But I'm a little bit impressed with my ability. It was my first project all on my own and it's not too bad. I'll be trying to make a few more and I'm sure they'll get better and better.

The one thing I'll definitely need help with is closing the hole at the top. You know the opening you leave to turn it right side out? I can't figure out how to close that and make it look nice. Help??

So, it took me three hours to make two pot holders (but I made dinner during too so let's call it 2.25 hours). It cost me $21 in fabric, fusible webbing, and liquid stitch. I used some of the Warm and Natural batting I had left from my stockings (ha, I could make 300 potholders and STILL have some of that left). I used ribbon I had in my scrapbooking stuff. And I still have fabric left over. FYI - A fat quarter is enough to make two of the body part of the pot holders.

Yay me! What did you create this weekend?

Monday, February 18, 2013

Fishing Friends

I just had an amazing weekend with some of the best friends a girl could ask for! Fishing, road-tripping, and exploring!

First a little backstory.....four years ago, my friends Laurie, Stacy, and I were invited to compete in the Women with Bait Fishing Tournament in Riggins, Idaho. It's an annual Women's steeelhead fishing tournament that is a TON of fun. We had such a great time that we've now made it an annual tradition. This past weekend was our fourth time competing and we already have our date for next year scheduled! None of us are necessarily big fishing fanatics - in fact, Stacy had never fished in her life. Laurie fishes some. I tend to take the kids fishing but usually don't fish, instead choosing to take photos, read a book, or just enjoy the scenery.  

Our trek starts off in Klamath Falls, Oregon and takes us through mountains, across the high desert, through valleys and canyons and ten hours later, we arrive in the tiny little town of Riggins (population 930). This year, the weather was a balmy 40 degrees most of the way and the roads were clear. Perfect road trip weather. Arriving at around 7:30 p.m., we check into our house, have a bite to eat, usually a cocktail or two, and hit the bed early so we're ready for fishing. 

The next morning, we wake up early and head to the tournament registration where the event organizers have our goodie bags ready and we meet our guide and bait boy. (Right here, I'm sending a big shout out to tournament organizers, they do a fantastic job!) This year, our guide was Eric and our bait boy was Chad. The only men allowed on the boat during the tourney is your guide and bait boy. C'mon, wouldn't you all fish if you had a bait boy?? After brief introductions, we head up the Salmon River to get on our boat. 

This year, we had the best weather we've had in four years. It was warmer (probably a high of 40 degrees) and the sun would peak through and warm us. We scrambled on the boat, anticipating a great day of fishing. Our guide Eric explained mornings had been slow but the afternoon would pick up. Bait boy Chad had all the poles and bait and gear ready for us.
From left: Me, Laurie, Eric, Paula, Stacy, and Chad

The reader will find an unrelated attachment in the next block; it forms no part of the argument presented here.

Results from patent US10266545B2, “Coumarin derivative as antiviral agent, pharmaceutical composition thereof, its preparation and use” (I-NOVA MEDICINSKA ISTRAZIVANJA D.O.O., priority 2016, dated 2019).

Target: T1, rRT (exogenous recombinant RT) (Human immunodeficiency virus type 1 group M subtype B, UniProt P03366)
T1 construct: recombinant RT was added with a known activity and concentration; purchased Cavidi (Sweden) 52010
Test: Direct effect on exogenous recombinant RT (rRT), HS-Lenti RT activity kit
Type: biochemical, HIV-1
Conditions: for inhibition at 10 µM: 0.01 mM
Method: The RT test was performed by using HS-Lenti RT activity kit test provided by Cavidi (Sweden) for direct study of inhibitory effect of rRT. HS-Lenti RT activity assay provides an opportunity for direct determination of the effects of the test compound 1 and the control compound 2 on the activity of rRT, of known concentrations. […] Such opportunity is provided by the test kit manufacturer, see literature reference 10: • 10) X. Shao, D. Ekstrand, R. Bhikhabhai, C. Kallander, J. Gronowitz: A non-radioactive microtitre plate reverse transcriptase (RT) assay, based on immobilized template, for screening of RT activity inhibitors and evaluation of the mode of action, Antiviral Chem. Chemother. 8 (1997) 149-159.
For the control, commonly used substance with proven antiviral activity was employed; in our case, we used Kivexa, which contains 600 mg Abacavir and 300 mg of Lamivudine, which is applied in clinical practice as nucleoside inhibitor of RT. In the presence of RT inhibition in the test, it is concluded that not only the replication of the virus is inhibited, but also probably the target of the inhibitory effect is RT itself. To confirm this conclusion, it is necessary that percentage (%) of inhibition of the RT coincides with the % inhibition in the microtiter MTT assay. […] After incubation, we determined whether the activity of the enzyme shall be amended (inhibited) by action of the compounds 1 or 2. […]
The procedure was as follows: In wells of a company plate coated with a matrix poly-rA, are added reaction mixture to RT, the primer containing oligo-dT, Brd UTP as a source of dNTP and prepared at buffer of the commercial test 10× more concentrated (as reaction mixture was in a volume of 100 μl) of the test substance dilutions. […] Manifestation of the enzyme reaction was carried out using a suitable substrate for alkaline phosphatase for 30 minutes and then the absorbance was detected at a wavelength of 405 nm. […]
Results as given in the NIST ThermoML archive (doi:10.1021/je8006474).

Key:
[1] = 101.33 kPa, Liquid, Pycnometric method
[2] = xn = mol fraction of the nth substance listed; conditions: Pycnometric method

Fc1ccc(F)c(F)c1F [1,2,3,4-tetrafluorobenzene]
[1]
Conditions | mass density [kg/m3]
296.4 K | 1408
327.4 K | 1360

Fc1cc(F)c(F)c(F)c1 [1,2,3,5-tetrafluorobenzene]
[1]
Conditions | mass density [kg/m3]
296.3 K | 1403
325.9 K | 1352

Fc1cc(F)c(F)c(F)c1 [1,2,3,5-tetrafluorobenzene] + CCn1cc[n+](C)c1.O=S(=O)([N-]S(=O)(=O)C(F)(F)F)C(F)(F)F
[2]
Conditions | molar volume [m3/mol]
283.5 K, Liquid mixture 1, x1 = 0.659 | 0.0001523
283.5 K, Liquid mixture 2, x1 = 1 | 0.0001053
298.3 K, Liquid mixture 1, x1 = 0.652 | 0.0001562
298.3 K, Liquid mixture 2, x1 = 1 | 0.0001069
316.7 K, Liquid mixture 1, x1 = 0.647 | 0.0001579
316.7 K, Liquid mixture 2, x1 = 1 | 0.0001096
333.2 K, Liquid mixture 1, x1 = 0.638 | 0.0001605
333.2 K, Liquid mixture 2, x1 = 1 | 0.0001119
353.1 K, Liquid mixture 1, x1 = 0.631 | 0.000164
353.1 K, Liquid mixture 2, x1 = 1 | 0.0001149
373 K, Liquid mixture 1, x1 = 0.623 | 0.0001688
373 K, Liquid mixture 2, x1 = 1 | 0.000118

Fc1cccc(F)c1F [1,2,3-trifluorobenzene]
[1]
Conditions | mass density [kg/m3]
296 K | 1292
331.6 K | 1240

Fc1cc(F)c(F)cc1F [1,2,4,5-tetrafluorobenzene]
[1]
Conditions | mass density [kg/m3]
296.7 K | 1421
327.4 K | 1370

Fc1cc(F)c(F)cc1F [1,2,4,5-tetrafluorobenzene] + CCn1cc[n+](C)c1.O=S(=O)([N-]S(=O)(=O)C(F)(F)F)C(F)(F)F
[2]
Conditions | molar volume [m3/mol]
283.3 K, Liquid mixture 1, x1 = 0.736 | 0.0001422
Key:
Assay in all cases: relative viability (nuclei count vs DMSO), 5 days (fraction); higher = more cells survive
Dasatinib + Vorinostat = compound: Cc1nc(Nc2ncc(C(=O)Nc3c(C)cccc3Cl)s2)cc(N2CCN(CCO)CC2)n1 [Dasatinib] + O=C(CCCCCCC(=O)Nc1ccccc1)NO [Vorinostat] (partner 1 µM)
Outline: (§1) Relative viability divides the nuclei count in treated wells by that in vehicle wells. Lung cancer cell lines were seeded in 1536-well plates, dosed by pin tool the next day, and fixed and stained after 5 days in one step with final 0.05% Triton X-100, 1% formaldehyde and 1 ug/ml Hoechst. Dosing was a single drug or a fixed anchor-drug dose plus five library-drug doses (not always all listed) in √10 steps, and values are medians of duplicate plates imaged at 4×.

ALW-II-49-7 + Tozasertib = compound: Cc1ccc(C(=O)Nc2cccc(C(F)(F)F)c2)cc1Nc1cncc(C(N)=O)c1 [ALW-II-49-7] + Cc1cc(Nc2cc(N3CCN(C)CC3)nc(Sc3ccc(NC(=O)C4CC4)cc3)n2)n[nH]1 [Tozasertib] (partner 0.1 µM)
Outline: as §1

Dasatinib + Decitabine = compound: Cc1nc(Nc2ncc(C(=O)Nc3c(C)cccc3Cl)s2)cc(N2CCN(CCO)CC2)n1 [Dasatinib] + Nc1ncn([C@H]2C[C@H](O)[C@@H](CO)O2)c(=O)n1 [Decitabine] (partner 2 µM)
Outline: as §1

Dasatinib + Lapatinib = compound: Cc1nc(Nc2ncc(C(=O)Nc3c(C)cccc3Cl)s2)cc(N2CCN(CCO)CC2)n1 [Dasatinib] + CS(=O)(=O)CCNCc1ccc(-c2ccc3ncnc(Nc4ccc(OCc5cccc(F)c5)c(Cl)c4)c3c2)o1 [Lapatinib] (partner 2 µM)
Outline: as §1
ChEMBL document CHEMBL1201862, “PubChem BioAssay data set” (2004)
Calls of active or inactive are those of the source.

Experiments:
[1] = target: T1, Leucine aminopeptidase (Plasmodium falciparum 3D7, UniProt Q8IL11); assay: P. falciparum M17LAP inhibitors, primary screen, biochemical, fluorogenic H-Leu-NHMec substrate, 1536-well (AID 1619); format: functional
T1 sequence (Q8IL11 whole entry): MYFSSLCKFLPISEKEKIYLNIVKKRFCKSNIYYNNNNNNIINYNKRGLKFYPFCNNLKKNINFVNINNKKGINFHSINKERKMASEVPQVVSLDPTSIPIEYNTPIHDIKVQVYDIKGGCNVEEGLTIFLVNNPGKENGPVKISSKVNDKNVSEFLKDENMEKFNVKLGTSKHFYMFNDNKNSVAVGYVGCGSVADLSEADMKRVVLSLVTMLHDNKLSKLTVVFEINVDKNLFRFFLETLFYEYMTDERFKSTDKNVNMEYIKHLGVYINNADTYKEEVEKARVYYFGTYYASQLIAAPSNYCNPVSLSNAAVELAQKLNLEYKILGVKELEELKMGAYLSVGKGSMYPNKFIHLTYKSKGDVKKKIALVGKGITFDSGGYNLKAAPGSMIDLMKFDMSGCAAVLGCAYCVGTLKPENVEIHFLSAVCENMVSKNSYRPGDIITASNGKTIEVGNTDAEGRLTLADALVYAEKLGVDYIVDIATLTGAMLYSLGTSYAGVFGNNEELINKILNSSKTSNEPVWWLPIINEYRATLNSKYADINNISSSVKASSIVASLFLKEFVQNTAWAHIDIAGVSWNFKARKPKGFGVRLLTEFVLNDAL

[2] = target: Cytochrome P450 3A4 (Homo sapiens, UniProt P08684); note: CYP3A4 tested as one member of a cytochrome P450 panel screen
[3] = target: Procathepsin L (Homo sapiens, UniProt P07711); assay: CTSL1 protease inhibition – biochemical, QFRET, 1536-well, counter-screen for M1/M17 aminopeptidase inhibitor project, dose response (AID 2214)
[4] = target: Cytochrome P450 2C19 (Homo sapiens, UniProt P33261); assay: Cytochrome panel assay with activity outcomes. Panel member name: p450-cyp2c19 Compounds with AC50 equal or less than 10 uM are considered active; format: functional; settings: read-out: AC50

It took maybe 30 minutes for Laurie to prove them wrong....first thing in the morning catching a 34" whopper! It was shaping up to be a fantastic day! Laurie's big catch put her in 2nd place! 

It wasn't too much longer when Stacy had her first fish on. This was a big deal - Stacy has been 'skunked' the last two years, not catching anything. We all dropped our fishing poles to cheer her on as she caught a 24" beauty. 
It was now up to Paula and I to land a fish. We cast, and reeled, and cast, and reeled and still the big fish eluded us. The pressure was on but even without a fish on, it's wonderful to be on the boat, enjoying the scenery. 

Making our way up the river, we discovered the river was blocked with an ice bridge. 

Of course, at first glance to our eyes, it looked like the ice would just part for our big boat. But as Eric and Chad would show us, this ice was nearly 2 feet thick. 
Hard to tell but this ice is THICK!
It was now lunchtime, the sun had broke through this canyon, and we decided a break on the little sandy beach would be perfect. Eric and Chad dropped us off and then proceeded to try and break up the ice bridge - convinced that above the "bridge" was virgin river, unfished during the tournament and thus, perfect for fishing. We sat on the beach, warm enough to take the coats off and watched as they broke the ice, created waves to send it downriver, and did it again, over and over and over. 
Stacy and I smile for the camera as the boat comes back to pick us up.
Me and Bait Boy Chad
Having taken a break for lunch, we were refreshed and ready to fish. Paula and I still needed to catch a fish. Our guide Eric navigated around and through the ice and we began to fish again. It wasn't long before Paula, Stacy, and I all had a fish on. At exactly the same time. Now our poor bait boy Chad is supposed to help us net our fish while Eric guides the boat and helps as needed but having three fish on at once, at the bottom of our drift (which basically means we're headed backwards through rapids) was cause for some panic. Eric and Chad did a great job, with a little help from Laurie who netted two of the three fish. What I'm trying to say her was this group was the A-Team of fishing. We landed three fish in minutes while going backward through the rapids. Thank heavens for a great crew. 

After the excitement, Eric pulled the boat over for some pictures (and I think to catch his breath haha).